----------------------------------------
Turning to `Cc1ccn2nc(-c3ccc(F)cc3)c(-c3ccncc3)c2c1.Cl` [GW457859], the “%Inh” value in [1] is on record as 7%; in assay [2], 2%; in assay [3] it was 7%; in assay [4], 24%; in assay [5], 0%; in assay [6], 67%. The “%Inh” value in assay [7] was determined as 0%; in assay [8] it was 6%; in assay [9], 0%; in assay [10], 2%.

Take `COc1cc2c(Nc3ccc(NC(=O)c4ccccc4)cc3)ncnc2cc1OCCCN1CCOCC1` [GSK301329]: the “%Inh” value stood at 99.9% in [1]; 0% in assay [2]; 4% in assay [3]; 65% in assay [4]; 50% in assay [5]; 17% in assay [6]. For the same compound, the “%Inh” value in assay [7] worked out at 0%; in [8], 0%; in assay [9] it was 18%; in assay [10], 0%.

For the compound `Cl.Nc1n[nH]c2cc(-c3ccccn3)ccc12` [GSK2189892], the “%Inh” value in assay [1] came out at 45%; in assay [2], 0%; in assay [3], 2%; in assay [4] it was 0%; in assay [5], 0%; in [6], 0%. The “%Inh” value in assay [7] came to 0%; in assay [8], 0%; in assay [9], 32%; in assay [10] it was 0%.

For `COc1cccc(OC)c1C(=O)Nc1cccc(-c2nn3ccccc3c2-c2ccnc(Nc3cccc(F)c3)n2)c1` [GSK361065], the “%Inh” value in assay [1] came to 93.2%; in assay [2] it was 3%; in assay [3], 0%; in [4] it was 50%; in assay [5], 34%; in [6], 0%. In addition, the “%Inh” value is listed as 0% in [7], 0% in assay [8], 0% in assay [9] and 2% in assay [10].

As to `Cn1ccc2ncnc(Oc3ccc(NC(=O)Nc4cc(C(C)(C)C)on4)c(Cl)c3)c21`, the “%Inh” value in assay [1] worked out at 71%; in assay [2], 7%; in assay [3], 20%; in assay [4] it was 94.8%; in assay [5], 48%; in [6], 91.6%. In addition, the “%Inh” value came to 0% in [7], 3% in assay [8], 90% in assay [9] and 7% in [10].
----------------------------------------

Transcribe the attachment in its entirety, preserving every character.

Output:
Turning to `Cc1ccn2nc(-c3ccc(F)cc3)c(-c3ccncc3)c2c1.Cl` [GW457859], the “%Inh” value in [1] is on record as 7%; in assay [2], 2%; in assay [3] it was 7%; in assay [4], 24%; in assay [5], 0%; in assay [6], 67%. The “%Inh” value in assay [7] was determined as 0%; in assay [8] it was 6%; in assay [9], 0%; in assay [10], 2%.

Take `COc1cc2c(Nc3ccc(NC(=O)c4ccccc4)cc3)ncnc2cc1OCCCN1CCOCC1` [GSK301329]: the “%Inh” value stood at 99.9% in [1]; 0% in assay [2]; 4% in assay [3]; 65% in assay [4]; 50% in assay [5]; 17% in assay [6]. For the same compound, the “%Inh” value in assay [7] worked out at 0%; in [8], 0%; in assay [9] it was 18%; in assay [10], 0%.

For the compound `Cl.Nc1n[nH]c2cc(-c3ccccn3)ccc12` [GSK2189892], the “%Inh” value in assay [1] came out at 45%; in assay [2], 0%; in assay [3], 2%; in assay [4] it was 0%; in assay [5], 0%; in [6], 0%. The “%Inh” value in assay [7] came to 0%; in assay [8], 0%; in assay [9], 32%; in assay [10] it was 0%.

For `COc1cccc(OC)c1C(=O)Nc1cccc(-c2nn3ccccc3c2-c2ccnc(Nc3cccc(F)c3)n2)c1` [GSK361065], the “%Inh” value in assay [1] came to 93.2%; in assay [2] it was 3%; in assay [3], 0%; in [4] it was 50%; in assay [5], 34%; in [6], 0%. In addition, the “%Inh” value is listed as 0% in [7], 0% in assay [8], 0% in assay [9] and 2% in assay [10].

As to `Cn1ccc2ncnc(Oc3ccc(NC(=O)Nc4cc(C(C)(C)C)on4)c(Cl)c3)c21`, the “%Inh” value in assay [1] worked out at 71%; in assay [2], 7%; in assay [3], 20%; in assay [4] it was 94.8%; in assay [5], 48%; in [6], 91.6%. In addition, the “%Inh” value came to 0% in [7], 3% in assay [8], 90% in assay [9] and 7% in [10].